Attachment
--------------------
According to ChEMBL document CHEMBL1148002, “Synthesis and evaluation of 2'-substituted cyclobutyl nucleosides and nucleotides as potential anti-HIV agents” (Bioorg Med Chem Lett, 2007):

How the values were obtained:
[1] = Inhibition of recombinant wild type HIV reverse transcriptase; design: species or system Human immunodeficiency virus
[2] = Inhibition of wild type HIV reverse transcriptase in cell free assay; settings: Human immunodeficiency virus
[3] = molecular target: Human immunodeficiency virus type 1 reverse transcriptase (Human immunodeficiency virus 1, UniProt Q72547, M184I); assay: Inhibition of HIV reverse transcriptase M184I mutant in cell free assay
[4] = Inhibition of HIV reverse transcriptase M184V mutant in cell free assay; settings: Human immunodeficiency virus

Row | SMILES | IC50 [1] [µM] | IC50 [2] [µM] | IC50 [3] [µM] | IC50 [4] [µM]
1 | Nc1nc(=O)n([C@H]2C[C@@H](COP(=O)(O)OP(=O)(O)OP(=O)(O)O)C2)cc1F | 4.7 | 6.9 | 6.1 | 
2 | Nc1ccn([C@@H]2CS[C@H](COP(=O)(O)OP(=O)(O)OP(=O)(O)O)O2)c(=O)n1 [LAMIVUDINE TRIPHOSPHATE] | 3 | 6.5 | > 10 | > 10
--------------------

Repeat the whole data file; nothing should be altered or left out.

According to ChEMBL document CHEMBL1148002, “Synthesis and evaluation of 2'-substituted cyclobutyl nucleosides and nucleotides as potential anti-HIV agents” (Bioorg Med Chem Lett, 2007):

How the values were obtained:
[1] = Inhibition of recombinant wild type HIV reverse transcriptase; design: species or system Human immunodeficiency virus
[2] = Inhibition of wild type HIV reverse transcriptase in cell free assay; settings: Human immunodeficiency virus
[3] = molecular target: Human immunodeficiency virus type 1 reverse transcriptase (Human immunodeficiency virus 1, UniProt Q72547, M184I); assay: Inhibition of HIV reverse transcriptase M184I mutant in cell free assay
[4] = Inhibition of HIV reverse transcriptase M184V mutant in cell free assay; settings: Human immunodeficiency virus

Row | SMILES | IC50 [1] [µM] | IC50 [2] [µM] | IC50 [3] [µM] | IC50 [4] [µM]
1 | Nc1nc(=O)n([C@H]2C[C@@H](COP(=O)(O)OP(=O)(O)OP(=O)(O)O)C2)cc1F | 4.7 | 6.9 | 6.1 | 
2 | Nc1ccn([C@@H]2CS[C@H](COP(=O)(O)OP(=O)(O)OP(=O)(O)O)O2)c(=O)n1 [LAMIVUDINE TRIPHOSPHATE] | 3 | 6.5 | > 10 | > 10